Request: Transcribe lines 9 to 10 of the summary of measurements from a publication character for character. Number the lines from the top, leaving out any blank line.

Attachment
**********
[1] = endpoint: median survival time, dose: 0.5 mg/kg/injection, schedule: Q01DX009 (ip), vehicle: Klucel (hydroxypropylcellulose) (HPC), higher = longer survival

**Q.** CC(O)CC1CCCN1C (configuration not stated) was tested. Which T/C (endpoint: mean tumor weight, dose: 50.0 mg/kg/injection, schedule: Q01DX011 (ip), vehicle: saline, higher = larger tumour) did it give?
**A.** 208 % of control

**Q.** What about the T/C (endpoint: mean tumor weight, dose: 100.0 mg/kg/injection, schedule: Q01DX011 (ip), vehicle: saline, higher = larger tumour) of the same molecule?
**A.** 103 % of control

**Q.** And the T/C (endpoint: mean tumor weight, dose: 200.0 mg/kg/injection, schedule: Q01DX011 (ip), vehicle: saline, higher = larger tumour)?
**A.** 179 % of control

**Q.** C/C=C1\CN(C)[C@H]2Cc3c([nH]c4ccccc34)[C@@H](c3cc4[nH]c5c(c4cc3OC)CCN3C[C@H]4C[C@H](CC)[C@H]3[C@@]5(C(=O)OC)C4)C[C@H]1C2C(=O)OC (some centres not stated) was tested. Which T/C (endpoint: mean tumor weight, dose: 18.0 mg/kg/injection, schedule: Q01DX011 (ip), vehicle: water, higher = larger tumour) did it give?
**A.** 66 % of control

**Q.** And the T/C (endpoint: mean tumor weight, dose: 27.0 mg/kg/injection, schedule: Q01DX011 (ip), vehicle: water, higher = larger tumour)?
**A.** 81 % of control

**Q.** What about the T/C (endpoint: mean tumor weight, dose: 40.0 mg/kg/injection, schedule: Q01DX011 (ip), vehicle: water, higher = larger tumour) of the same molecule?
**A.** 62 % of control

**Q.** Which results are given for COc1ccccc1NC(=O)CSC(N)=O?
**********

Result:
**A.** 66 % of control

**Q.** And the T/C (endpoint: mean tumor weight, dose: 27.0 mg/kg/injection, schedule: Q01DX011 (ip), vehicle: water, higher = larger tumour)?